The debate over expanding BC's ports is having a particularly interesting session in Delta, where there is apparently a loud and not shy contingent locally there that aren't inclined to see the growth and would rather see it move to Prince Rupert.
It's a situation that could provide even more incentive to fully develop the Port of Prince Rupert's containerization plans, from Phase I, past Phase II and beyond.
While transportation officials claim that there's room for all ports to grow, the need may be urgent to expand with trade with Asia and beyond expected to grow fast over the next few years.
The South Delta Leader took a look at the debate from the Lower Mainland point of view.
Why here? The proponents speak
Jul 20 2007
Why not elsewhere?
Is Prince Rupert a viable alternative to expansion at Deltaport? Does the South Fraser Perimeter Road have to follow a northern routing near Burns Bog? And can upgraded power lines go elsewhere than through residential Tsawwassen?
The port argument is not quite as simple as re-routing container traffic to Prince Rupert’s new facilty. Don Krusel, the port authority’s CEO in Prince Rupert, said there is more than enough container traffic heading to B.C. in the coming years to keep both his rapidly expanding port, as well as those in Vancouver and Delta, busy.
“The volume of container traffic on west coast of North America is growing annually by the equivalent of one Port of Vancouver every year,” Krusel said. “And our new facility, which is opening this October, has the capacity of handling 500,000 TEUs (containers), which is basically one quarter, or less, of the annual container growth on the west coast.”
Krusel added projections indicate B.C. ports will be expected to handle nine million containers by 2020. And in order to facilitate that demand, Prince Rupert will have to realize its maximum potential to process 4 million containers a year, while ports in Vancouver make up the difference.
Port of Vancouver officials back up that claim.
Increasing traffic is the main reason why port expansion in Delta is necessary, said Anne McMullan, a spokesperson for the Vancouver Port Authority.
“We need both Delta and Prince Rupert,” she said, adding that Deltaport, when expanded, will still be short of the expected demand by about two million containers a year.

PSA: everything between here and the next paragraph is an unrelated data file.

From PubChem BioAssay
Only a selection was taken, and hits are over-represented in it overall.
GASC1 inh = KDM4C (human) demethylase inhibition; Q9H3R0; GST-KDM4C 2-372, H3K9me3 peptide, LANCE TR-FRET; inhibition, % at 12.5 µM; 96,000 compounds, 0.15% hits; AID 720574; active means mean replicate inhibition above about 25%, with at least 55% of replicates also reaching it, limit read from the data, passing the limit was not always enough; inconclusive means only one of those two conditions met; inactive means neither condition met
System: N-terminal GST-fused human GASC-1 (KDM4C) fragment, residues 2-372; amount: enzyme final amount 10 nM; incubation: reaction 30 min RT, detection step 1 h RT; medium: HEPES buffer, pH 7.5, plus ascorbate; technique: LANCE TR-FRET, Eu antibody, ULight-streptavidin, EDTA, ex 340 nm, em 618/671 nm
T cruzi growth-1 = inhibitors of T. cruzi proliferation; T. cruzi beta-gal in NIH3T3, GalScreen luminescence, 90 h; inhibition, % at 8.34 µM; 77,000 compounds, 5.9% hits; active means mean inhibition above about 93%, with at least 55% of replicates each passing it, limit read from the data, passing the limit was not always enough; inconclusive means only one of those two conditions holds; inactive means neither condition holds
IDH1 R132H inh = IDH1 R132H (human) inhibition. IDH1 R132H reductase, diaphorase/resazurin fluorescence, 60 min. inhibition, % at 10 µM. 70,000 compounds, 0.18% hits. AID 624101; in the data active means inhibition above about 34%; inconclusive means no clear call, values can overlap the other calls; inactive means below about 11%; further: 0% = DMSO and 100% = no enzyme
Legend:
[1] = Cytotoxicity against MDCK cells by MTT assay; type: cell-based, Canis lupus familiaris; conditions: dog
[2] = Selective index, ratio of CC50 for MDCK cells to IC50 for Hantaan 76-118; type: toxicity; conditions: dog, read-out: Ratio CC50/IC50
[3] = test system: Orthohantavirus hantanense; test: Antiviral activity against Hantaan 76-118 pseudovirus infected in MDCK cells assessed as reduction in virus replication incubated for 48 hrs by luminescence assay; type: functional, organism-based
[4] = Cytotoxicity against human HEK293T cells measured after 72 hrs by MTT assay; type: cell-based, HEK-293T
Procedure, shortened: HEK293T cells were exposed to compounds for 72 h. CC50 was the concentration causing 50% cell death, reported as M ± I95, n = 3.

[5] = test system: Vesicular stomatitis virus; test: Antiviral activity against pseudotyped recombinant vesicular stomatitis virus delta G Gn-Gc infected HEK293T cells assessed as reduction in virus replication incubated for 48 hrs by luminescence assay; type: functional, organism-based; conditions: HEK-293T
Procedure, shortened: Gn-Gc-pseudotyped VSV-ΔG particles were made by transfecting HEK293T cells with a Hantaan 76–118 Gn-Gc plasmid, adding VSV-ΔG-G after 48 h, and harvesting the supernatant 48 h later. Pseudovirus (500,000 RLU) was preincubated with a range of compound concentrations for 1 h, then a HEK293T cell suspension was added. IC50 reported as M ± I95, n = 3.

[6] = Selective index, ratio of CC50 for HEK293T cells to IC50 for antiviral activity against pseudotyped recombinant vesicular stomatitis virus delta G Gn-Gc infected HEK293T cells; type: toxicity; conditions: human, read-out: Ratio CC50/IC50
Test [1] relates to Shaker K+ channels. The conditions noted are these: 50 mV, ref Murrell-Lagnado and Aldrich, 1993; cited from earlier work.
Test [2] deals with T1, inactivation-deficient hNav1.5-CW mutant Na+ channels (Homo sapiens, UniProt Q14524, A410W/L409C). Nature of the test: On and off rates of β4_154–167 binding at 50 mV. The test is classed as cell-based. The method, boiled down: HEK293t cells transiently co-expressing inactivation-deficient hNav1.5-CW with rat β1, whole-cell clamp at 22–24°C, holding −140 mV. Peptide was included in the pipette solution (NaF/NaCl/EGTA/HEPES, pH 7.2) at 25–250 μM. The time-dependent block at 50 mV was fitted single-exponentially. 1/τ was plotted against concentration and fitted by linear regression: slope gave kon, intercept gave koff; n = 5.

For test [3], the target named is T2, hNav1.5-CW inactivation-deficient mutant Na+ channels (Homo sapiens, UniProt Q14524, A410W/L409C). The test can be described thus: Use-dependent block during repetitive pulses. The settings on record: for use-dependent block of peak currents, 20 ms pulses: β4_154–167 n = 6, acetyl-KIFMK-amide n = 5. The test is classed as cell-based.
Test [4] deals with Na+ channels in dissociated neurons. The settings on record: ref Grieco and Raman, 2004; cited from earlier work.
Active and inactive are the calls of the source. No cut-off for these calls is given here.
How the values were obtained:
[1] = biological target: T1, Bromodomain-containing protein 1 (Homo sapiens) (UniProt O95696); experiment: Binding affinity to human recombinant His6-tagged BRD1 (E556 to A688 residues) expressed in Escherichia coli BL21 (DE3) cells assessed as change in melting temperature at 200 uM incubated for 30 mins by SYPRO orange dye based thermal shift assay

She also countered another anti-port argument that very little container traffic passing through Vancouver’s marine gateways is destined for local markets.
“About 98 per cent is Canada-bound, and about 30 per cent of that is heading for B.C.,” she said.
On the South Fraser Perimeter Road, Mike Proudfoot, executive director of the Gateway Program—which is steering the near billion dollar project—said the current route alignment is the result of extensive community consultation over the planning portion of the project.
“Over 4,000 folks participated in helping us determine the alignment of the road,” Proudfoot said. “And all of the alternatives were explored fully and did not meet the objectives of South Fraser Perimeter Road which is to improve the quality of life for residents by getting regional traffic off local roads.”
On the Hoover/Naas proposal, Proudfoot said an independent review of the truck-only route found it would only address 10 per cent of the area’s traffic, increase travel time to the Tilbury and Sunbury areas, fail to reduce traffic congestion on River Road and add to the congestion and travel times on Highway 91.
As for the power lines, BCTC officials say B.C.’s need for electricity is expected to grow 45 per cent in the next 20 years.
And the current route through Tsawwassen was approved by independent authorities including the BC Utilities Commission.
The project was also subjected to a comprehensive, 23-month review which included public and one-on-one meetings, open-houses and input from Corporation of Delta.
BCTC also did study a number of alternatives for the 3.7 km Tsawwassen segment of the 67 km project route, including a Deltaport route. And in July 2006, the BCUC directed BCTC to proceed with overhead construction along the existing right-of-way in Tsawwassen.
BCTC officials added the project—which will reduce the number of transmission line poles through Tsawwassen from 81 to 20—will be built in compliance with guidelines endorsed by leading national and international health authorities including the World Health Organization and Health Canada.